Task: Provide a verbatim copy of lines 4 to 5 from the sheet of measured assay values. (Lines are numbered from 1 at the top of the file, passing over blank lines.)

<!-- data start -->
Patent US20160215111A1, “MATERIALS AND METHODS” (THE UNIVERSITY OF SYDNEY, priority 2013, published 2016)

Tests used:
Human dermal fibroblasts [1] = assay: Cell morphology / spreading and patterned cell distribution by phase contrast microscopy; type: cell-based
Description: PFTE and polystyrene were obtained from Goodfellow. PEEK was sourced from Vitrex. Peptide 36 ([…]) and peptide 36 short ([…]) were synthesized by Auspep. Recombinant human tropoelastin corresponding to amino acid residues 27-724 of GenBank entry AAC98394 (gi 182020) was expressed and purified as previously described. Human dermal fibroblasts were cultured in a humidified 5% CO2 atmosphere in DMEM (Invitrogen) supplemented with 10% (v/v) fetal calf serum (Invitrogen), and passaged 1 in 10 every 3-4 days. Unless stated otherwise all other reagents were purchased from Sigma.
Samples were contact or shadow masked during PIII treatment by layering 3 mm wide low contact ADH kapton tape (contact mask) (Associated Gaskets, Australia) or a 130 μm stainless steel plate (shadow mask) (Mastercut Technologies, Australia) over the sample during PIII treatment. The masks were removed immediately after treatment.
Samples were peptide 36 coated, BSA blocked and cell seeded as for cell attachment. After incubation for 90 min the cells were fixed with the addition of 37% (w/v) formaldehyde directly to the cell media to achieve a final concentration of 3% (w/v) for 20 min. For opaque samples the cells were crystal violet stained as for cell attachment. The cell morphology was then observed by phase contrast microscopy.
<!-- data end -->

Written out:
Description: PFTE and polystyrene were obtained from Goodfellow. PEEK was sourced from Vitrex. Peptide 36 ([…]) and peptide 36 short ([…]) were synthesized by Auspep. Recombinant human tropoelastin corresponding to amino acid residues 27-724 of GenBank entry AAC98394 (gi 182020) was expressed and purified as previously described. Human dermal fibroblasts were cultured in a humidified 5% CO2 atmosphere in DMEM (Invitrogen) supplemented with 10% (v/v) fetal calf serum (Invitrogen), and passaged 1 in 10 every 3-4 days. Unless stated otherwise all other reagents were purchased from Sigma.
Samples were contact or shadow masked during PIII treatment by layering 3 mm wide low contact ADH kapton tape (contact mask) (Associated Gaskets, Australia) or a 130 μm stainless steel plate (shadow mask) (Mastercut Technologies, Australia) over the sample during PIII treatment. The masks were removed immediately after treatment.